A big WELCOME BACK, to Kill-Joy! The land of the brave and the home of the beaver has missed him since he left for Australia. I hope that we can hook up sometime over the summer for some skating and transcendendal meditation.
It's cold and rainy in Smogtown today. I packed up my video game system and relegated it to the storage room. Last night I breached 99 999 on Mrs. Pac Man, but instead of rolling the score back to zero, as happens in Space Invaders, the counter kept going into the 100 000's! This means that to roll it one would have to play all night long, propping one's eyelids up with toothpicks and crazy glue into the wee hours of the morn. If I were going to do that I would get sponsers and make a marathon out of it - the "help buy Flatlander a new skate deck foundation" - and since this would take more orginizing than I have ambition for, I decided it was time to hide the video games away and focus my energy on the pile of half-read books at my bedside.
These include: "The Lathe of Heaven" by Ursula LeGuin. This is a sci-fi story in which a man discovers that he has the power to change reality with his dreams. When he wakes up after dreaming about something, the world has changed but only he remembers the way reality was before his dream changed it. The guy ends up going to a psychiatrist who realizes that he's not just some crazy chump, but that he really has the power to change the world through dreaming. So the doctor starts to hypnotize the dreaming guy, getting him to change the world according to the doctor's vision of how to make the world a better place. Of course, each change has unexpected reprecussions, and the reader begins to wonder if maybe the world wouldn't have been better in its original, untampered version. It's a neat book, well written and poetic, but also kind of dry and hard to get through. I want to see how it ends.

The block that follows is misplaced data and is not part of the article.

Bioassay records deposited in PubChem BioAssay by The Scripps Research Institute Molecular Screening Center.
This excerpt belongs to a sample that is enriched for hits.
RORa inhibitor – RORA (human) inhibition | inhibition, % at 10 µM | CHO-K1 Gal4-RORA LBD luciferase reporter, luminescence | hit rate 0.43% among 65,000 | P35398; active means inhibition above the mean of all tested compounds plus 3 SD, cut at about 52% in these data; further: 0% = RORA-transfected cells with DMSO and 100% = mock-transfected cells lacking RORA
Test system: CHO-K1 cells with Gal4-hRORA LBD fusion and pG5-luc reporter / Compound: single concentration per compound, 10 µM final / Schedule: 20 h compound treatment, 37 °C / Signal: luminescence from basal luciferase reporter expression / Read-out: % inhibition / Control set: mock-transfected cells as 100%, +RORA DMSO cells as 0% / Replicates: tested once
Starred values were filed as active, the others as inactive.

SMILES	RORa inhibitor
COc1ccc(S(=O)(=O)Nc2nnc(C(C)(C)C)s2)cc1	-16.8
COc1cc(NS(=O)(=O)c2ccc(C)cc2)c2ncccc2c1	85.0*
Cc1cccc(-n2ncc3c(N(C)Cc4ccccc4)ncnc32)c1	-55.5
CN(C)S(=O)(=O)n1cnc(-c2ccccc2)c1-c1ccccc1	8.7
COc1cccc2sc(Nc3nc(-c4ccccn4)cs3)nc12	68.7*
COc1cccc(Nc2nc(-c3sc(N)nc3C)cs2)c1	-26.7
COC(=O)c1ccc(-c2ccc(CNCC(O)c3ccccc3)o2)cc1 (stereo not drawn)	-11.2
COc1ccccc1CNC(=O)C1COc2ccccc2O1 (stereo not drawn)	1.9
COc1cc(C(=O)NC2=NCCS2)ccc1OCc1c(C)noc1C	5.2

I'm also reading "The Metamorphosis" by Kafka, about a guy who wakes up to find he's turned into a cockroach. It's such an amazing story; part fable, part horror tale, somehow encapsulating all the axiety and alienation of modern life in a single, fantastic image of man-turned-cockroach. David Chronenberg eat your twisted little heart out.
Also by my bed: "The Other Bible", a collection of writings from the first few centuries before and after Christ -basically a smattering of all the stuff that didn't make it into the Bible, but touching on the same themes and mythologies. You get your Gnostics, Jewish Mystics, Essenes and other various and sundry religious enthusiasts from the time when time itself seemed like it was about to end. Reading these writings, many of which surfaced only this last century - burried for 1800 years in clay pots to avoid destruction at the hands of zealous Christians who couldn't tolerate the idea that not just Jesus, but everyone on God's green earth has a portion of the indestructible divine nature within them - makes one realize that for most of western history theology has been orchestrated by the "winners" in a battle in which the winners were actually a bunch of uptight creeps.
So that's the reading that I'm catching up on now that Mrs. Pac Man and the ghosts have been banished to the closet. Next week I'm going on a little road trip with my dad, so I won't likely be doing too much blogging. I guess that means that concerning this little Fakiegrind tag-team operation, Kill-Joy, newly installed on the west coast, is "IT".